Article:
Awards and nominations[edit]


In 2009, the producer of the film Nicola Giuliano announced that there are a lot of requests from the US to buy the rights to produce an English-language remake.[15]

During the Venice Film Festival the cast and director joked with journalists about the possibility of an American remake with Clive Owen and Naomi Watts in the main roles.[16]


  1. ^ a b "The Double Hour". Box Office Mojo. IMDb. Retrieved 17 July 2021.
  2. ^ "The Double Hour". TIFF. Archived from the original on 26 August 2009. Retrieved 23 August 2009.
  3. ^ "Archived copy". Archived from the original on 8 October 2009. Retrieved 8 October 2009.{{cite web}}: CS1 maint: archived copy as title (link)
  4. ^ "La doppia ora" (in Italian). Indigo Film. Retrieved 17 July 2021.
  5. ^ "The Double Hour". Rotten Tomatoes. Fandango Media. Retrieved 17 July 2021.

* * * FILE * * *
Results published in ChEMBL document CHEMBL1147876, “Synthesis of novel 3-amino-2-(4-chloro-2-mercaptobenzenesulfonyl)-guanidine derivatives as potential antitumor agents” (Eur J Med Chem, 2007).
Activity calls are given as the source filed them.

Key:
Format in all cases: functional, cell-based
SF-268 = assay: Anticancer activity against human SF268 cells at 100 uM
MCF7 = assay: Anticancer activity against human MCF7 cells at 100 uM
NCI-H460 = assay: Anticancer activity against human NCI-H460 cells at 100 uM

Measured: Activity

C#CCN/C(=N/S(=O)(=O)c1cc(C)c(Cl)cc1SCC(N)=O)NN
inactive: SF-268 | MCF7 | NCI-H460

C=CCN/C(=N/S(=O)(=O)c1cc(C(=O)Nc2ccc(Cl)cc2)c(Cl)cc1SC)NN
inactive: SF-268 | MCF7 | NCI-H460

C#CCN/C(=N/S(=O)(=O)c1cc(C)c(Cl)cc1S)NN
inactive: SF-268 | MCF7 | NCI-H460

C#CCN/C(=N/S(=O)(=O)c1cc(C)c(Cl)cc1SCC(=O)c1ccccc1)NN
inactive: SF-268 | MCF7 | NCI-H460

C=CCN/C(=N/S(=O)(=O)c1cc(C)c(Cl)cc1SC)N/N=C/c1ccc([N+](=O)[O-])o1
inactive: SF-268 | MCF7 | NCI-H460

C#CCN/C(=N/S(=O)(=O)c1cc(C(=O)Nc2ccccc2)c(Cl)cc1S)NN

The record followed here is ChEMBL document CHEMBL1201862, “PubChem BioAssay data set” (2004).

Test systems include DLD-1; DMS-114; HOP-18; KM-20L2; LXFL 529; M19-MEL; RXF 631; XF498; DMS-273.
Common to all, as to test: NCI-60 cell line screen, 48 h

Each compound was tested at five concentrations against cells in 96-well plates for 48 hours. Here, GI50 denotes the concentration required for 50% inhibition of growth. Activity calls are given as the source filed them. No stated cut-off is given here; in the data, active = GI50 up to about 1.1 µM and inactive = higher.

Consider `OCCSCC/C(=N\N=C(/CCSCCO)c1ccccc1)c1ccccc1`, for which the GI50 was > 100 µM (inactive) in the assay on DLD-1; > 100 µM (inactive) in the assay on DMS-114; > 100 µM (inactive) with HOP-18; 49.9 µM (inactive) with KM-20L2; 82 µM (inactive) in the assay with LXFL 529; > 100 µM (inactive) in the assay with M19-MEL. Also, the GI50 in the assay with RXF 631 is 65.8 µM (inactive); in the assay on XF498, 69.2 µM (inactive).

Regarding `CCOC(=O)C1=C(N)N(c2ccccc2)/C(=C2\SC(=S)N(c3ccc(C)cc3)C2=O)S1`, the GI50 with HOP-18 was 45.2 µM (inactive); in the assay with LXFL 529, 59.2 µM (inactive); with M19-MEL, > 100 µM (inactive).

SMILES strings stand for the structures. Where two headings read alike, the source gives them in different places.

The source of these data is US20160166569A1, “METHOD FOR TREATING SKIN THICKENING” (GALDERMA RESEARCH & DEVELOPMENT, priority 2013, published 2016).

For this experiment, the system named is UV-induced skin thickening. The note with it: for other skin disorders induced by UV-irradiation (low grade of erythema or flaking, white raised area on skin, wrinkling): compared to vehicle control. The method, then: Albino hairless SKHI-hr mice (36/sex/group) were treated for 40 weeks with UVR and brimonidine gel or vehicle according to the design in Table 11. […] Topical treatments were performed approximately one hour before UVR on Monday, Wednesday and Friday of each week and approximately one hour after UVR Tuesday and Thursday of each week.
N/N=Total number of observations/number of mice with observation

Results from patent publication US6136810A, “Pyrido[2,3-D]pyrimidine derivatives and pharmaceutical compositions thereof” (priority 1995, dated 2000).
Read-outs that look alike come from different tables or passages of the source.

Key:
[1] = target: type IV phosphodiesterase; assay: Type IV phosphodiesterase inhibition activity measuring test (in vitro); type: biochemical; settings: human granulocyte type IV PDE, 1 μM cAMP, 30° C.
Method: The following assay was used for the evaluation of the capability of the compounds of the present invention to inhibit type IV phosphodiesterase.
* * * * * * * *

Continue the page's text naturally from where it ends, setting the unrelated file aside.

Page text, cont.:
6. ^ "The Double Hour (2011)". Metacritic. CBS Interactive. Retrieved 17 July 2021.
  7. ^ Holden, Stephen (14 April 2011). "Romance or Film Noir? Both, and a Thriller". The New York Times. Retrieved 17 July 2021.
  8. ^ Senjanovic, Natasha (25 September 2009). "The Double Hour: Film Review". The Hollywood Reporter. Retrieved 17 July 2021.
  9. ^ Schwarzbaum, Lisa (13 May 2011). "The Double Hour Movie Review". Entertainment Weekly.
  10. ^ Accomando, Beth (21 May 2011). "Review: 'The Double Hour'". KPBS Public Media. Retrieved 17 July 2021.
  11. ^ Galvin, Peter (22 September 2010). "The Double Hour Review". SBS. Retrieved 17 July 2021.
  12. ^ Addiego, Walter (7 December 2011). "'The Double Hour' review: A risky stab at dating". San Francisco Chronicle. Retrieved 17 July 2021.
  13. ^ Cataldo, Jesse (11 April 2011). "Review: The Double Hour". Slant Magazine.
  14. ^ van Hoeij, Boyd (11 September 2009). "The Double Hour". Variety.
  15. ^ """La doppia ora" verso il remake Usa"". Cinecittà. 6 October 2010. Retrieved 17 July 2021.
  16. ^ Vazzoler, Marlen (10 September 2009). "Se dovessero fare un remake del vostro film chi vorreste che interpretasse Sonia e Guido?". Retrieved 17 July 2021.

External links[edit]